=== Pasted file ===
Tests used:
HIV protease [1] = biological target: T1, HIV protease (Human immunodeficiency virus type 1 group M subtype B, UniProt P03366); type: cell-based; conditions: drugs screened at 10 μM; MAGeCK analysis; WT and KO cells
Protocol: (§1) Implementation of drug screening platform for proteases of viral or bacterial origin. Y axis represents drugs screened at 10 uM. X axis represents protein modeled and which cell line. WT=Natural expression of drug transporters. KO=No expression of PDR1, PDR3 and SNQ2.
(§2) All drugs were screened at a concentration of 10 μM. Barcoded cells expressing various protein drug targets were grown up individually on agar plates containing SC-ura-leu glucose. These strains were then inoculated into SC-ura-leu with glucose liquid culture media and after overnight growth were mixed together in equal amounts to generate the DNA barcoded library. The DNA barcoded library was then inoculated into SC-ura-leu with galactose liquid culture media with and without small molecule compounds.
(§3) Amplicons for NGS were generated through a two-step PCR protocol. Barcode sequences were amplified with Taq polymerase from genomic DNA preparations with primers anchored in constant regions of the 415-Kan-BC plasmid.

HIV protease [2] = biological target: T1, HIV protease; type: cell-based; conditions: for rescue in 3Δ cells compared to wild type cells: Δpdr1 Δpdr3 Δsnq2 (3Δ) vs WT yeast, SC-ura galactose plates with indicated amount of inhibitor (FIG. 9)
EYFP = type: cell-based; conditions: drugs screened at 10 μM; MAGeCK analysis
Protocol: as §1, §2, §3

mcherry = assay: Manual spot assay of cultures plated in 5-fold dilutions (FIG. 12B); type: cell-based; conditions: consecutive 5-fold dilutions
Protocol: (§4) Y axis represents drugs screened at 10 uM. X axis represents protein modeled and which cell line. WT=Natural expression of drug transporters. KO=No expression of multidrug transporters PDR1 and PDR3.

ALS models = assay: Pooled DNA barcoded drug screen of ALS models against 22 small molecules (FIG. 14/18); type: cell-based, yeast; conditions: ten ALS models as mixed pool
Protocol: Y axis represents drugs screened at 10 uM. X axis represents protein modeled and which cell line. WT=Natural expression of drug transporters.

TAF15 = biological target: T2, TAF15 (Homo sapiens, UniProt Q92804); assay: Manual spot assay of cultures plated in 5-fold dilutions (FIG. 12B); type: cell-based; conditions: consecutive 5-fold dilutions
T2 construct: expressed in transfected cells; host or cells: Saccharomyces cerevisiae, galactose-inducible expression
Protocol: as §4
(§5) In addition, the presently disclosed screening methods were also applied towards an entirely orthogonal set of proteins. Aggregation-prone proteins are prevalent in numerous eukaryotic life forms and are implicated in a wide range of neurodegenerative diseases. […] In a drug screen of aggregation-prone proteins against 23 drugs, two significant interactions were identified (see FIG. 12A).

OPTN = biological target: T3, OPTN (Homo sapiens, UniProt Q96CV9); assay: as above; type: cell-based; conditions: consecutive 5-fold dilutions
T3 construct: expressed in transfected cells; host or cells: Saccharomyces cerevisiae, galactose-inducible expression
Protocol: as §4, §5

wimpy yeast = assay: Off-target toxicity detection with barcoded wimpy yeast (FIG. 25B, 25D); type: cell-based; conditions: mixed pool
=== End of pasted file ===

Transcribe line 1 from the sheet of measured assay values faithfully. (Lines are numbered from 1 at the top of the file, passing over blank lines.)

Tests used: